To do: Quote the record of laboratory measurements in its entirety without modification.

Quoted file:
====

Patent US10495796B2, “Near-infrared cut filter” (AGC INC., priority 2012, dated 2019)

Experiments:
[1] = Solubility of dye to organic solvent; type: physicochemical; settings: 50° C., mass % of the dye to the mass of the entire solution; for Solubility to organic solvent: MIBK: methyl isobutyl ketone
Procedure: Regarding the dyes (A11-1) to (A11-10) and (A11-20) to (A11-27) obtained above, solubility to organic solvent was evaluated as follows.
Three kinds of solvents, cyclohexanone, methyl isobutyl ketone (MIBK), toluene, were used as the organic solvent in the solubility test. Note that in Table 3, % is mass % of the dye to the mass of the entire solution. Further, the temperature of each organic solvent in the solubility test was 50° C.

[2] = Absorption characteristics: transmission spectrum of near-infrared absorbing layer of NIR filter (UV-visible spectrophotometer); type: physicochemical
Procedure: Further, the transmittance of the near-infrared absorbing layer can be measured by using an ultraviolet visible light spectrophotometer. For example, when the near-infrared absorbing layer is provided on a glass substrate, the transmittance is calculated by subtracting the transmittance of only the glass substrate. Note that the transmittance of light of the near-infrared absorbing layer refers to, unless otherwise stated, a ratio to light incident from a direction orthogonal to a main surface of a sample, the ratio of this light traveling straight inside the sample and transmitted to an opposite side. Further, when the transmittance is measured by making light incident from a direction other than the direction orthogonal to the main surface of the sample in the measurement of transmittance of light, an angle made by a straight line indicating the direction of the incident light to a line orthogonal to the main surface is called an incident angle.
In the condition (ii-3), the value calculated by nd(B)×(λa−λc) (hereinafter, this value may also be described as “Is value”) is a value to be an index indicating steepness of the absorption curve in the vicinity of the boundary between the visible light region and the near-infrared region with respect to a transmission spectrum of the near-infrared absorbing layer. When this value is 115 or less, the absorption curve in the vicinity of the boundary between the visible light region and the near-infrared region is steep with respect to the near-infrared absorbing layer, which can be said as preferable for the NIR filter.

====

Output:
Patent US10495796B2, “Near-infrared cut filter” (AGC INC., priority 2012, dated 2019)

Experiments:
[1] = Solubility of dye to organic solvent; type: physicochemical; settings: 50° C., mass % of the dye to the mass of the entire solution; for Solubility to organic solvent: MIBK: methyl isobutyl ketone
Procedure: Regarding the dyes (A11-1) to (A11-10) and (A11-20) to (A11-27) obtained above, solubility to organic solvent was evaluated as follows.
Three kinds of solvents, cyclohexanone, methyl isobutyl ketone (MIBK), toluene, were used as the organic solvent in the solubility test. Note that in Table 3, % is mass % of the dye to the mass of the entire solution. Further, the temperature of each organic solvent in the solubility test was 50° C.

[2] = Absorption characteristics: transmission spectrum of near-infrared absorbing layer of NIR filter (UV-visible spectrophotometer); type: physicochemical
Procedure: Further, the transmittance of the near-infrared absorbing layer can be measured by using an ultraviolet visible light spectrophotometer. For example, when the near-infrared absorbing layer is provided on a glass substrate, the transmittance is calculated by subtracting the transmittance of only the glass substrate. Note that the transmittance of light of the near-infrared absorbing layer refers to, unless otherwise stated, a ratio to light incident from a direction orthogonal to a main surface of a sample, the ratio of this light traveling straight inside the sample and transmitted to an opposite side. Further, when the transmittance is measured by making light incident from a direction other than the direction orthogonal to the main surface of the sample in the measurement of transmittance of light, an angle made by a straight line indicating the direction of the incident light to a line orthogonal to the main surface is called an incident angle.
In the condition (ii-3), the value calculated by nd(B)×(λa−λc) (hereinafter, this value may also be described as “Is value”) is a value to be an index indicating steepness of the absorption curve in the vicinity of the boundary between the visible light region and the near-infrared region with respect to a transmission spectrum of the near-infrared absorbing layer. When this value is 115 or less, the absorption curve in the vicinity of the boundary between the visible light region and the near-infrared region is steep with respect to the near-infrared absorbing layer, which can be said as preferable for the NIR filter.